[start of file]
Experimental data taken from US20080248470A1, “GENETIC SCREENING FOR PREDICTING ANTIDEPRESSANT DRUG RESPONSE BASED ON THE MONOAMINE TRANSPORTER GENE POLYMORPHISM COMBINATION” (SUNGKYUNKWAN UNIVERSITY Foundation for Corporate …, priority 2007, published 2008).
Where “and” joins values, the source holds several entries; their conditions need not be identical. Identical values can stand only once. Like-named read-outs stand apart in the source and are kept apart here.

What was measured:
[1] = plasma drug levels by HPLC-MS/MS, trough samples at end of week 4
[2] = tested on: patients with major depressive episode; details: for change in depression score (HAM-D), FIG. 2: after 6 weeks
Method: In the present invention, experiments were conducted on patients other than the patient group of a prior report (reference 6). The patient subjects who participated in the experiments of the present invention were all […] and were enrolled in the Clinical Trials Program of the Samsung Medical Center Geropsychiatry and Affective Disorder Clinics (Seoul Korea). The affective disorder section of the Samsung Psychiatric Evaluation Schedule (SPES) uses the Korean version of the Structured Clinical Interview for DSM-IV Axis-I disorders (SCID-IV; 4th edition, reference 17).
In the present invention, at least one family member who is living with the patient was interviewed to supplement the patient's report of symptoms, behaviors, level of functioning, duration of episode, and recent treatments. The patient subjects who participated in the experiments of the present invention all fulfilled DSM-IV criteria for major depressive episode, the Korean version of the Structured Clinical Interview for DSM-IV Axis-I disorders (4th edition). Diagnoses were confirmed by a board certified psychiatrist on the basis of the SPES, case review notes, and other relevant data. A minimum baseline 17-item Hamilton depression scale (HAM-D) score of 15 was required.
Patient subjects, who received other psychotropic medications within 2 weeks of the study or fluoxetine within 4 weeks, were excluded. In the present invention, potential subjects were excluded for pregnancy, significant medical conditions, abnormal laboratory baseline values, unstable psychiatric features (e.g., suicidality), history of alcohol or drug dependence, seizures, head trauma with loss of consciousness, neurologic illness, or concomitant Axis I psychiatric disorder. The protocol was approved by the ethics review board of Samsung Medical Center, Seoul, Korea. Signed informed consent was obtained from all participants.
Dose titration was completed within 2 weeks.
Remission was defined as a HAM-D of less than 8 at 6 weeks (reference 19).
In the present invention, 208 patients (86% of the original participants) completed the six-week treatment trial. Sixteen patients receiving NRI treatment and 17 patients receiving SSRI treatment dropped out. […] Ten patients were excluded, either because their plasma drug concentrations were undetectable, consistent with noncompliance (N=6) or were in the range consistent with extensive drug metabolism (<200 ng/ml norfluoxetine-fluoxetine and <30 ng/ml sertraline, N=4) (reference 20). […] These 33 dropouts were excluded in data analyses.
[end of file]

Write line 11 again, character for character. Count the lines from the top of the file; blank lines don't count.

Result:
In the present invention, 208 patients (86% of the original participants) completed the six-week treatment trial. Sixteen patients receiving NRI treatment and 17 patients receiving SSRI treatment dropped out. […] Ten patients were excluded, either because their plasma drug concentrations were undetectable, consistent with noncompliance (N=6) or were in the range consistent with extensive drug metabolism (<200 ng/ml norfluoxetine-fluoxetine and <30 ng/ml sertraline, N=4) (reference 20). […] These 33 dropouts were excluded in data analyses.